A similar altruistic reaction has been noted in members of surrounding communities, private organisations and larger political groups who are not immediately affected by the disaster. This results in a ‘convergence’ response of individuals, equipment, and goods to the affected area, that is often unannounced (Tierney, Lindell, & Perry, 2001a).

Early research classified those individuals likely to converge into five categories:

  • returnees;
  • the anxious;
  • the helpers;
  • the curious;
  • the exploiters

(Lowe & Fothergill, 2003).

This mobilization of social support immediately after impact, by communities of victims, professional supporters, and empathetic witnesses rallying to rescue, protect and help each other can deteriorate over time as realisation grows that the need for assistance outweighs the availability of resources (Kaniasty & Norris, 2004).

Moreover, although altruistic behaviour is the norm, not all members of the community will participate equally and some will not show altruism (Kaniasty & Norris, 2004; Oliver-Smith, 1996).

One possible explanation is that convergence and altruism may be confined by social boundaries and related to ties of identification (Drury & Winter, 2004; Lowe & Fothergill, 2003; Westgate, 1975). An alternative explanation is that of role conflict.

Role conflict

Role conflict is premised on the idea that individuals belong to multiple groups and that the roles associated with these groups can come into conflict, e.g. types of role conflict could include family versus community or employment group (Barton, 1969; Dynes & Quarantelli, 1976).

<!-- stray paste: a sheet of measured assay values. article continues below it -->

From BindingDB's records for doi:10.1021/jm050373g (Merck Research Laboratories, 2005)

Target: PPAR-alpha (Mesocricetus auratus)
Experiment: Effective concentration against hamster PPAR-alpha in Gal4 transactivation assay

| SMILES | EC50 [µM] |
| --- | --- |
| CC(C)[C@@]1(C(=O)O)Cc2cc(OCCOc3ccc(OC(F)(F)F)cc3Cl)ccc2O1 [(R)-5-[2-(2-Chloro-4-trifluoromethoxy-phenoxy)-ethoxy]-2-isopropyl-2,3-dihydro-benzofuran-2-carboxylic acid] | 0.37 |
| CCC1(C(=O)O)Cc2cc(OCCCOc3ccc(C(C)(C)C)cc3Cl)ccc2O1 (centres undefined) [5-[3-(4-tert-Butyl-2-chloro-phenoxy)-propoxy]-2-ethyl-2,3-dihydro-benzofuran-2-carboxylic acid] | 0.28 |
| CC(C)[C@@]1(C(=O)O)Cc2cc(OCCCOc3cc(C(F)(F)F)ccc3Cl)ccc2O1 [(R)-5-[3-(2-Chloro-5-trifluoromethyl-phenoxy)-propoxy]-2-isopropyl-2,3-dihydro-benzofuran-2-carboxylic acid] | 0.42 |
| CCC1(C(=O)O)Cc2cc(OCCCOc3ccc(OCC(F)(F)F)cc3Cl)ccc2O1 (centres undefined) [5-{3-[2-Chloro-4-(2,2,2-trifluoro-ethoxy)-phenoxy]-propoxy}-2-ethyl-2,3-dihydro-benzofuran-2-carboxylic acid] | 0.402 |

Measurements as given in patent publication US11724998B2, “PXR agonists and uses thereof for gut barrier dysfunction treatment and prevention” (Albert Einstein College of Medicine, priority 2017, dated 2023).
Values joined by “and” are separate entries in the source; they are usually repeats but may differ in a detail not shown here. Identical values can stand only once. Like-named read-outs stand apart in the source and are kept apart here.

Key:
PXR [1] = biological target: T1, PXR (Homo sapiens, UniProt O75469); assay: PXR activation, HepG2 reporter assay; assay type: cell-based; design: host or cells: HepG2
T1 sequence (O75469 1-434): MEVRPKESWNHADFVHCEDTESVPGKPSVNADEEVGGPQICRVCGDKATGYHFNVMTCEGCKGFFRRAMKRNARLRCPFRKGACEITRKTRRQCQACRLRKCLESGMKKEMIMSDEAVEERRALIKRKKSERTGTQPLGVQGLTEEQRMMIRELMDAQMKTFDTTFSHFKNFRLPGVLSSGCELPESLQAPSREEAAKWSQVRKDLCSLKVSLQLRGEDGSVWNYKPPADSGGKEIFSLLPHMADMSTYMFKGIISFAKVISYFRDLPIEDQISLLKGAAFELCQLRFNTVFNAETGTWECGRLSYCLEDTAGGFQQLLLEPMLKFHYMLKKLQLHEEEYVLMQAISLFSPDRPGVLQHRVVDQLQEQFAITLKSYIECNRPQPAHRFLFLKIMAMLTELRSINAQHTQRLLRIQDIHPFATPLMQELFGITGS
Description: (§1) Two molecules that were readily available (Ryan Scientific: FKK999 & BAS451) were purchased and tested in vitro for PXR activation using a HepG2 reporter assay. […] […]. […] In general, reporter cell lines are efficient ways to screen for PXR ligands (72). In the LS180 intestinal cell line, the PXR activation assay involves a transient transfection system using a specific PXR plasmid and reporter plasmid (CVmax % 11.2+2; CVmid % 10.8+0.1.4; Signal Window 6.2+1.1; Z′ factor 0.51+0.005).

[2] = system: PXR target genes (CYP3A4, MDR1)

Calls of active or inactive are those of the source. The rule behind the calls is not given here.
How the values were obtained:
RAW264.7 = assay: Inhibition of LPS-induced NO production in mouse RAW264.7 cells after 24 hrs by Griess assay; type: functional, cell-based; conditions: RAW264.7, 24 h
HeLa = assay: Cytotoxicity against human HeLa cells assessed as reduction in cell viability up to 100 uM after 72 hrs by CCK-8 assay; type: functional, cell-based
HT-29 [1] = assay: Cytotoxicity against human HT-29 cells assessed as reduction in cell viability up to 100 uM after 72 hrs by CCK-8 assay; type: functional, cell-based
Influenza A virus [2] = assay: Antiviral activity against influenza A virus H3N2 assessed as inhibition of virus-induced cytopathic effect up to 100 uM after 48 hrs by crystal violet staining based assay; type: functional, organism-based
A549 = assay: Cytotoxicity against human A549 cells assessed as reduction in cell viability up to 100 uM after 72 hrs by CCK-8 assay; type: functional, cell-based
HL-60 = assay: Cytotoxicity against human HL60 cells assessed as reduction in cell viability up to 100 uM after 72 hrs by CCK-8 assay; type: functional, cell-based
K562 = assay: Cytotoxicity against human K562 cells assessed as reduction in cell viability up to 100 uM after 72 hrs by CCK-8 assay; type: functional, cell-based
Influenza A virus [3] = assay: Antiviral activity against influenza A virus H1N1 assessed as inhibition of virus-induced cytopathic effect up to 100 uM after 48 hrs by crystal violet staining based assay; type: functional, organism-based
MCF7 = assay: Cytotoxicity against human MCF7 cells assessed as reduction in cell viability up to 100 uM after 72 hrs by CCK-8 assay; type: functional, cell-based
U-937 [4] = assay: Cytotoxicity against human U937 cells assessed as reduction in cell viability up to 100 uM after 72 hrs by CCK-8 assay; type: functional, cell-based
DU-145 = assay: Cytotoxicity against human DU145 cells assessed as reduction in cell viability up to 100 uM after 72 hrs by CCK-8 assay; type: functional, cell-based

The suggestion is that, in a disaster situation, role conflict becomes salient because individuals are most concerned about their families, which is in conflict with other group roles that demand attention.

However, after studying over one hundred disasters and interviewing 2,500 different organizational officials, one group of researchers has concluded that role conflict was not a significant problem that created serious loss of manpower (Quarantelli, undated). Moreover, role conflict or strain is a normal part of life and may even be eased in a disaster situation, where many roles (normal work etc.) are temporarily lifted.

Individuals who search and rescue initially are often unattached with no other role responsibilities, or else their actions lie within the scope of their occupational role. In addition, families rather than individuals often make decisions about who can be released to help (Dynes & Quarantelli, 1976).

An alternative source of conflict is possible between those who may overreact to a situation and those who under-react to the same situation (Stokes & Banderet, 1997).

Possible overreactions to a CBRN incident include:

  • excessive anxiety,
  • hoarding
  • inappropriate self-administering of antidotes;

Possible under-reactions include:

  • denial,
  • fatalism,
  • over-confidence.

Conflicts of this kind could increase difficulties in mobilising appropriate levels of community social support.


In general, it has been reported that disaster victims react in an active, rather than passive manner and do not wait around for offers of help from organisations or outsiders. Moreover, convergence and altruistic behaviour by local and wider communities is common, at least in the immediate aftermath of the disaster.

Only limited evidence exists on these characteristics in the event of a CBRN incident (e.g. the Tokyo Sarin attack), so conclusions about reactions to such an incident must be tentative. However, it is suggested that similar reactions would occur, at least to some extent, but the consequences may be different. For example, some altruistic behaviour, such as convergence, could result in further victims due to wider exposure to a CBRN agent (Fischer, 1998).